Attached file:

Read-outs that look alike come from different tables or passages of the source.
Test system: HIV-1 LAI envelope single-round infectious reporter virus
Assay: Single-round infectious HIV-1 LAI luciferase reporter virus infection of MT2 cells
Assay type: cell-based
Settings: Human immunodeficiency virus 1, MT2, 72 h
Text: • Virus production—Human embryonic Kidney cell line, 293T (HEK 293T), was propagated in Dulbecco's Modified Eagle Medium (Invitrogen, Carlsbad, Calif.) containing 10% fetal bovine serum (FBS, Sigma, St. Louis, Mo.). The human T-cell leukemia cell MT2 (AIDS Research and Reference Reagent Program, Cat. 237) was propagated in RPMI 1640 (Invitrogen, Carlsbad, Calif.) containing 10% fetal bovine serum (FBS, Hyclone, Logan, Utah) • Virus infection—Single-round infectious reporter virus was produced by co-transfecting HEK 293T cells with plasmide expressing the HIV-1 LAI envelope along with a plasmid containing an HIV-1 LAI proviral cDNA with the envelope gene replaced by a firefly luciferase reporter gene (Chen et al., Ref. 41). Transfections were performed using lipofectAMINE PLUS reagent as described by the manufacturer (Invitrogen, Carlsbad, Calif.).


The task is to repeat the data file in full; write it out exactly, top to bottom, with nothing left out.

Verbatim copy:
Read-outs that look alike come from different tables or passages of the source.
Test system: HIV-1 LAI envelope single-round infectious reporter virus
Assay: Single-round infectious HIV-1 LAI luciferase reporter virus infection of MT2 cells
Assay type: cell-based
Settings: Human immunodeficiency virus 1, MT2, 72 h
Text: • Virus production—Human embryonic Kidney cell line, 293T (HEK 293T), was propagated in Dulbecco's Modified Eagle Medium (Invitrogen, Carlsbad, Calif.) containing 10% fetal bovine serum (FBS, Sigma, St. Louis, Mo.). The human T-cell leukemia cell MT2 (AIDS Research and Reference Reagent Program, Cat. 237) was propagated in RPMI 1640 (Invitrogen, Carlsbad, Calif.) containing 10% fetal bovine serum (FBS, Hyclone, Logan, Utah) • Virus infection—Single-round infectious reporter virus was produced by co-transfecting HEK 293T cells with plasmide expressing the HIV-1 LAI envelope along with a plasmid containing an HIV-1 LAI proviral cDNA with the envelope gene replaced by a firefly luciferase reporter gene (Chen et al., Ref. 41). Transfections were performed using lipofectAMINE PLUS reagent as described by the manufacturer (Invitrogen, Carlsbad, Calif.).